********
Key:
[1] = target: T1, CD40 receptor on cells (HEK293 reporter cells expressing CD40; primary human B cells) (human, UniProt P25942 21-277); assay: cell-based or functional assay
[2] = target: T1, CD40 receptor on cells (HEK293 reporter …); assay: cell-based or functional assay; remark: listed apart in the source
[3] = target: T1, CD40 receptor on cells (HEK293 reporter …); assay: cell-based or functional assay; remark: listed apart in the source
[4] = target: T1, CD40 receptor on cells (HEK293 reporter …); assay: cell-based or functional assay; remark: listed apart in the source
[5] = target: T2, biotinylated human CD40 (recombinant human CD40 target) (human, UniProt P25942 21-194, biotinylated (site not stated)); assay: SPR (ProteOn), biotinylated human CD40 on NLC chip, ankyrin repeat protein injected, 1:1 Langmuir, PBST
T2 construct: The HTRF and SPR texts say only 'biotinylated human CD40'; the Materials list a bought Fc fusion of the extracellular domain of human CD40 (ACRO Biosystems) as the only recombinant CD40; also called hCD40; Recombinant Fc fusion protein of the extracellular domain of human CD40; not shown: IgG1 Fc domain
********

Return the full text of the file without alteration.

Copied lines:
Key:
[1] = target: T1, CD40 receptor on cells (HEK293 reporter cells expressing CD40; primary human B cells) (human, UniProt P25942 21-277); assay: cell-based or functional assay
[2] = target: T1, CD40 receptor on cells (HEK293 reporter …); assay: cell-based or functional assay; remark: listed apart in the source
[3] = target: T1, CD40 receptor on cells (HEK293 reporter …); assay: cell-based or functional assay; remark: listed apart in the source
[4] = target: T1, CD40 receptor on cells (HEK293 reporter …); assay: cell-based or functional assay; remark: listed apart in the source
[5] = target: T2, biotinylated human CD40 (recombinant human CD40 target) (human, UniProt P25942 21-194, biotinylated (site not stated)); assay: SPR (ProteOn), biotinylated human CD40 on NLC chip, ankyrin repeat protein injected, 1:1 Langmuir, PBST
T2 construct: The HTRF and SPR texts say only 'biotinylated human CD40'; the Materials list a bought Fc fusion of the extracellular domain of human CD40 (ACRO Biosystems) as the only recombinant CD40; also called hCD40; Recombinant Fc fusion protein of the extracellular domain of human CD40; not shown: IgG1 Fc domain